Nearly 200 of the world's nations reached a historic agreement Saturday to reduce greenhouse gases used in refrigerators and air conditioners; a major step in the fight against climate change.
The agreement to reduce hydrofluorocarbons, or HFCs, was announced at a climate meeting in Kigali, Rwanda. HFCs can have an effect that is thousands of times greater than that of an equal volume of carbon dioxide when released into the atmosphere, according to the U.S. Department of Energy.
In a statement, President Obama called the pact among 197 nations and governments "an ambitious and far reaching solution to this looming crisis."
"It shows that we can take action to protect our planet in a way that helps all countries improve the lives and livelihoods of their citizens," the president said.
"It's a monumental step forward," said U.S. Secretary of State John Kerry, who was in Kigali for the conference.
Reductions begin in 2019
The accord divides countries into three groups with different time frames for starting their reduction of HFCs. The U.S. and most of Europe have committed to reducing their use of the gases incrementally, starting with a 10 percent cut by 2019 and reducing 85 percent by 2036.
Two groups of developing countries will freeze their use of the gases by either 2024 or 2028, and then gradually reduce their use. India, Iran, Iraq, Pakistan and the Gulf countries will meet the later deadline.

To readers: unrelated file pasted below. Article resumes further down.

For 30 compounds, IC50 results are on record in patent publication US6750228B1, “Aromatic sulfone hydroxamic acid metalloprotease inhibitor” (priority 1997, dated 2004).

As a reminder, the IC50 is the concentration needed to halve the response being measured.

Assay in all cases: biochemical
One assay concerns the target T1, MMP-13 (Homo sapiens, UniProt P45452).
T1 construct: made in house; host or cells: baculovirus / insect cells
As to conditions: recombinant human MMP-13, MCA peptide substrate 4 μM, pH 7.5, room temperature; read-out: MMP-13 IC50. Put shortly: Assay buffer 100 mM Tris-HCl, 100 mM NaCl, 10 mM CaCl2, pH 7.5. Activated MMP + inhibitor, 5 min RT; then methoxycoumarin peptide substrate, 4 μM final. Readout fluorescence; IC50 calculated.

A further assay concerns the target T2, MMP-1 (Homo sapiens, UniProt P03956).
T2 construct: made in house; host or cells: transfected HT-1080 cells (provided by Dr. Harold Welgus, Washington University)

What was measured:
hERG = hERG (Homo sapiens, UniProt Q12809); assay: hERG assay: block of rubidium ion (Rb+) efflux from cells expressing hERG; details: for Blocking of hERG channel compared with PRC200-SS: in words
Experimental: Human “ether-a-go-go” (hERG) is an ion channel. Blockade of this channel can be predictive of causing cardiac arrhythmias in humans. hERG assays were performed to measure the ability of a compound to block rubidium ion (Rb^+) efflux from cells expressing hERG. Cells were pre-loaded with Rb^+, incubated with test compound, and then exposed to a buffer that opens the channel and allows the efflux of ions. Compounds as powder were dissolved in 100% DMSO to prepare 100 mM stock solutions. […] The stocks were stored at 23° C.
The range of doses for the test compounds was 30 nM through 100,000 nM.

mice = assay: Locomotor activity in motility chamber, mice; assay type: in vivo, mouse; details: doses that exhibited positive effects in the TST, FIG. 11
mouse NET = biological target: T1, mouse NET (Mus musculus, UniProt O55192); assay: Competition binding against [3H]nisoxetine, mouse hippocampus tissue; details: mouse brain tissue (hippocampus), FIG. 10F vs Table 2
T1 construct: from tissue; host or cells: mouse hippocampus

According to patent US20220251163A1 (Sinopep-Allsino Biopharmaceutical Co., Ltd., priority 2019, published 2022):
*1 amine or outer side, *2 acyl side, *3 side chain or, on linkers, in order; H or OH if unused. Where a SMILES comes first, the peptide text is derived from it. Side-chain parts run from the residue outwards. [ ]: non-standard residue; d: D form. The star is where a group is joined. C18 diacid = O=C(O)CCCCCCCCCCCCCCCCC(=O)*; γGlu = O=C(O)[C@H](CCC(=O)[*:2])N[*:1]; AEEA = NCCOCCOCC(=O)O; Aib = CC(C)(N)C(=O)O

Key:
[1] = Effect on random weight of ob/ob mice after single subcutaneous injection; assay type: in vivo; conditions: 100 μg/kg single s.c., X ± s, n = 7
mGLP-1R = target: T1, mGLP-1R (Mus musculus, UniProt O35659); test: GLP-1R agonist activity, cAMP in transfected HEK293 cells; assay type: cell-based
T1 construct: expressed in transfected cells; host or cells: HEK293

? Some wealthy nations have already begun reducing their use of HFCs.
"The global phase-down we have agreed today could knock off up to half-a-degree of warming by the end of the century," said Miguel Arias Canete, a commissioner with the European Union.
Some countries, especially those already feeling the effects of rising sea levels due to a warming planet, hoped for a more ambitious plan to reduce HFCs.
"It may not be entirely what the islands wanted, but it is a good agreement," said Mattlan Zackhras, a representative from the Marshall Islands.
Potent greenhouse gas
Factory-made hydrofluorocarbon gases, or HFCs, were introduced decades ago as an alternative to ozone-depleting chemicals, but turned out to contribute to global warming.
Their danger has risen as the sales of refrigerators and air conditioners have soared in emerging countries like China and India. Air conditioning is responsible for the largest growth in HFCs, according to the Berkeley National Laboratory, which estimates another 700 million air conditioners will be in use by 2030.
"Over time an astonishing array of countries - from the largest developed and emerging economies to the most poor and vulnerable states - united to take this bold step to tackle the common threat of climate change," said Andre Light of the World Resources Institute, who is also a former climate change advisor for the U.S. State Department.